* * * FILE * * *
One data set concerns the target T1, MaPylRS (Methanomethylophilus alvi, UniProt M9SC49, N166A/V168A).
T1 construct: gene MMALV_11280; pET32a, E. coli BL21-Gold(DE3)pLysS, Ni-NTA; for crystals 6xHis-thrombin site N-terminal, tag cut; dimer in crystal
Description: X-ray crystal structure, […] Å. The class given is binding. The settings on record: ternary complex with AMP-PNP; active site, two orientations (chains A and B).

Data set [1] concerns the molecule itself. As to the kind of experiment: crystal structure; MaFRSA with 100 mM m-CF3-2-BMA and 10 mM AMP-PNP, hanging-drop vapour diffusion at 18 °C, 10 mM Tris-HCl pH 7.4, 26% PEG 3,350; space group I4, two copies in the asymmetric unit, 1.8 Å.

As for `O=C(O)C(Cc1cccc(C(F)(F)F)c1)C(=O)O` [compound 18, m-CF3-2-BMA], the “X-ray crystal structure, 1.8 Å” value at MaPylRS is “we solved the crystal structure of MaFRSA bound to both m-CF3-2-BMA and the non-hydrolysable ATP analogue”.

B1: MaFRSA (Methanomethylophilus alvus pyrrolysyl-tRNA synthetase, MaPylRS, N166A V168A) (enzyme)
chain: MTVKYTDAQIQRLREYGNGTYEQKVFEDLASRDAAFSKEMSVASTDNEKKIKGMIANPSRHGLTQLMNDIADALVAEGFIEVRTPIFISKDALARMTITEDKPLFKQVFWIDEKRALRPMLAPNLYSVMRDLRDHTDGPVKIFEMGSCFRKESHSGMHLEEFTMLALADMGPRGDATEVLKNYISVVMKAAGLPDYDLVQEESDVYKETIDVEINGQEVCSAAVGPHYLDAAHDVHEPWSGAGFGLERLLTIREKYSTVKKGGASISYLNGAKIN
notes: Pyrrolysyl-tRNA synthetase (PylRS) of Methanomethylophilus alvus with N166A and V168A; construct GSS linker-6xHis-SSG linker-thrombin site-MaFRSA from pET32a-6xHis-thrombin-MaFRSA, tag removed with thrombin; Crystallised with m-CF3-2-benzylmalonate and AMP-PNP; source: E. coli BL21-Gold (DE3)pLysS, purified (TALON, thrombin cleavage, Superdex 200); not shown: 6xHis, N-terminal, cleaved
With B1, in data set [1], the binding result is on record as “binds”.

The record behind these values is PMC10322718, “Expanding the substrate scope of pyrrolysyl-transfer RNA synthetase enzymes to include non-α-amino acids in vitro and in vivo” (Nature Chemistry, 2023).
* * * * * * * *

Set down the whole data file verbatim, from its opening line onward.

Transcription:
One data set concerns the target T1, MaPylRS (Methanomethylophilus alvi, UniProt M9SC49, N166A/V168A).
T1 construct: gene MMALV_11280; pET32a, E. coli BL21-Gold(DE3)pLysS, Ni-NTA; for crystals 6xHis-thrombin site N-terminal, tag cut; dimer in crystal
Description: X-ray crystal structure, […] Å. The class given is binding. The settings on record: ternary complex with AMP-PNP; active site, two orientations (chains A and B).

Data set [1] concerns the molecule itself. As to the kind of experiment: crystal structure; MaFRSA with 100 mM m-CF3-2-BMA and 10 mM AMP-PNP, hanging-drop vapour diffusion at 18 °C, 10 mM Tris-HCl pH 7.4, 26% PEG 3,350; space group I4, two copies in the asymmetric unit, 1.8 Å.

As for `O=C(O)C(Cc1cccc(C(F)(F)F)c1)C(=O)O` [compound 18, m-CF3-2-BMA], the “X-ray crystal structure, 1.8 Å” value at MaPylRS is “we solved the crystal structure of MaFRSA bound to both m-CF3-2-BMA and the non-hydrolysable ATP analogue”.

B1: MaFRSA (Methanomethylophilus alvus pyrrolysyl-tRNA synthetase, MaPylRS, N166A V168A) (enzyme)
chain: MTVKYTDAQIQRLREYGNGTYEQKVFEDLASRDAAFSKEMSVASTDNEKKIKGMIANPSRHGLTQLMNDIADALVAEGFIEVRTPIFISKDALARMTITEDKPLFKQVFWIDEKRALRPMLAPNLYSVMRDLRDHTDGPVKIFEMGSCFRKESHSGMHLEEFTMLALADMGPRGDATEVLKNYISVVMKAAGLPDYDLVQEESDVYKETIDVEINGQEVCSAAVGPHYLDAAHDVHEPWSGAGFGLERLLTIREKYSTVKKGGASISYLNGAKIN
notes: Pyrrolysyl-tRNA synthetase (PylRS) of Methanomethylophilus alvus with N166A and V168A; construct GSS linker-6xHis-SSG linker-thrombin site-MaFRSA from pET32a-6xHis-thrombin-MaFRSA, tag removed with thrombin; Crystallised with m-CF3-2-benzylmalonate and AMP-PNP; source: E. coli BL21-Gold (DE3)pLysS, purified (TALON, thrombin cleavage, Superdex 200); not shown: 6xHis, N-terminal, cleaved
With B1, in data set [1], the binding result is on record as “binds”.

The record behind these values is PMC10322718, “Expanding the substrate scope of pyrrolysyl-transfer RNA synthetase enzymes to include non-α-amino acids in vitro and in vivo” (Nature Chemistry, 2023).